WEST FORK, Ark. (KNWA) — Bats are one of the ecosystem’s most vital parts for controlling insects but its population is slowing declining because of a fungus found in Northwest Arkansas.
For the last ten years, the caves at Devil’s Den State Park have been closed because of white-nose syndrome, a disease responsible for the death of millions of bats across the country.
The disease is caused by a bat killing fungus called Pseudogymnoascus destructans (Pd), according to the National Park Service‘s website.
White-nose syndrome (WNS) was found in Devil’s Den in 2013, but the caves at the park have been closed for ten years to prevent further contamination.
It causes the bats to wake up several times during their torpor.Terry Anderson, Park Interpreter, Devils Den State Park
Terry Anderson, a Devil’s Den Park Interpreter, said the Pd fungus gets on the wings and nose of the bats, keeping them awake when they should be hibernating in the winter.
“They use that energy up and then of course there’s no insects for them to eat,” she said. “So they die of starvation.”
According to the National Park Service’s website, the fungus doesn’t harm humans, but it can spread from one cave to another with the clothing you wear.
Basically stay clear of the caves and let the bats sleep their winter away like they should be.Terry Anderson, Park Interpreter, Devils Den State Park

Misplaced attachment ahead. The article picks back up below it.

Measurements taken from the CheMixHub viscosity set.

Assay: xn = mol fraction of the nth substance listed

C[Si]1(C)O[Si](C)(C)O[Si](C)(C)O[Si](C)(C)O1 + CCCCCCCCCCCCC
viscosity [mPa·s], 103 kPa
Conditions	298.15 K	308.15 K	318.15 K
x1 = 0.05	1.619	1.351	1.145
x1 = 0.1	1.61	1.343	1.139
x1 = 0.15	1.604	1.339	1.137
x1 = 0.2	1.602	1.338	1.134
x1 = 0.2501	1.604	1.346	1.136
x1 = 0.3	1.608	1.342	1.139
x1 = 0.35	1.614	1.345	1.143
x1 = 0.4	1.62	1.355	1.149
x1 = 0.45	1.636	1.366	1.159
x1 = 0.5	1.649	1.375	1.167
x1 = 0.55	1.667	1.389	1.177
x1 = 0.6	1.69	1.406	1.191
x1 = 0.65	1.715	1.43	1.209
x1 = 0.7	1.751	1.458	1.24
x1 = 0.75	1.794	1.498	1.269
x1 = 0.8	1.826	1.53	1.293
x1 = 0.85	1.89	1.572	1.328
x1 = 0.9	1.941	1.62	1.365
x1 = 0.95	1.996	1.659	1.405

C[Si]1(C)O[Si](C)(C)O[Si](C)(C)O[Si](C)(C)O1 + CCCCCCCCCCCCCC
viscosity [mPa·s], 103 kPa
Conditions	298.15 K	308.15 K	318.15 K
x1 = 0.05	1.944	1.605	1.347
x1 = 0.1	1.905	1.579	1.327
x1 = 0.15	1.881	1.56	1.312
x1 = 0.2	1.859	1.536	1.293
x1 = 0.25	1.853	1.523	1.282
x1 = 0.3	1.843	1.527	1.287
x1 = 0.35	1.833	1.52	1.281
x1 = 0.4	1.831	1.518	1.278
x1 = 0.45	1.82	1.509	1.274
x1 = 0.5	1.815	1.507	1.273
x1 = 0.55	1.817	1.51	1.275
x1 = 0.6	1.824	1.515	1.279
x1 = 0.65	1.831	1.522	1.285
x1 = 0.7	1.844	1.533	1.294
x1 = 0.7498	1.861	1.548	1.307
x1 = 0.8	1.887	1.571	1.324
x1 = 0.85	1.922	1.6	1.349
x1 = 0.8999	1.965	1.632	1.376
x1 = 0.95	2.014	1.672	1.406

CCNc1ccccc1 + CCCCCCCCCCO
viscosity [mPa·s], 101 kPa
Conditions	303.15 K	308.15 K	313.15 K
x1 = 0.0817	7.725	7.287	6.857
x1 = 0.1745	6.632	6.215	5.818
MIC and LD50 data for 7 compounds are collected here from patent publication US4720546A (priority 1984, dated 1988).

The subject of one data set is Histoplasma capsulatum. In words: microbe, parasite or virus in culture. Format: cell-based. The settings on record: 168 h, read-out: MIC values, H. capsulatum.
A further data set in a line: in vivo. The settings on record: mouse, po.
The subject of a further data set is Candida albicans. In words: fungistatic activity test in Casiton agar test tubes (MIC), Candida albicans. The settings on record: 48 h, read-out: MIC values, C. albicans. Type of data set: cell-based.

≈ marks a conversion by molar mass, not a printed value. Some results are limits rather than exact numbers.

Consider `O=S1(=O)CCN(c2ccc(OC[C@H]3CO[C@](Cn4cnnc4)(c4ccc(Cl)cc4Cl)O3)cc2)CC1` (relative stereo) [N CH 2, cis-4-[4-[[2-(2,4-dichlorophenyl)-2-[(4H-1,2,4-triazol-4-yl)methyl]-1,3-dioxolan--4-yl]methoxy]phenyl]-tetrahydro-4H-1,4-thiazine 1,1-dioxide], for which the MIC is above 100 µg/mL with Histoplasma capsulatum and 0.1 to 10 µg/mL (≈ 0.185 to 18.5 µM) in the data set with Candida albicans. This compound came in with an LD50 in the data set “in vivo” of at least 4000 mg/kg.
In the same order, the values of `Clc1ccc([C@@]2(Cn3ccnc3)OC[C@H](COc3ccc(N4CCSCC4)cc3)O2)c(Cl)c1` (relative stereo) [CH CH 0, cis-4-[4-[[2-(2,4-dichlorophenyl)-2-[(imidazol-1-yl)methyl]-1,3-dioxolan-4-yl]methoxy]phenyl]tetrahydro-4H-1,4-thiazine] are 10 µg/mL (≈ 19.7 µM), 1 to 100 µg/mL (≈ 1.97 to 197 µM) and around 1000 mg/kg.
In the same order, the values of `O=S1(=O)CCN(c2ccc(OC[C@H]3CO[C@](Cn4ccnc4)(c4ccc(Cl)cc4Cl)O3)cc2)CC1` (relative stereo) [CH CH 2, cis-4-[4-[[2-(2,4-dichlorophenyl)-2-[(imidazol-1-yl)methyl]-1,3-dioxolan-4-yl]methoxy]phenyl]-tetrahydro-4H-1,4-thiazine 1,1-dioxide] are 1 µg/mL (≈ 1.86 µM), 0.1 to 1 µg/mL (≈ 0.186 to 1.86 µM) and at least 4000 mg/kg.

Anderson said that’s why it’s so important for you to stay away from the caves even if they are not gated.
“We got a lot of people that we just have to explain to them why that is,” she said. “People are very understanding when they find out because they realize that we have to protect our bats as much as we can.”
Millions of bats, up to 100 percent of some populations, have died due to this fungal disease.www.whitenosesyndrome.org/
Anderson said we should care about WNS because the bats are especially important to the ecosystem because they help control insects.
“They’re kind of our protectors out there,” she said. “If we lose our bat population then that means we have to go back and start using more pesticides and more chemicals on crops.”
According to Anderson, Devil’s Den State Park will host an educational forum in July to increase awareness of WNS and the role bats play in our ecosystem.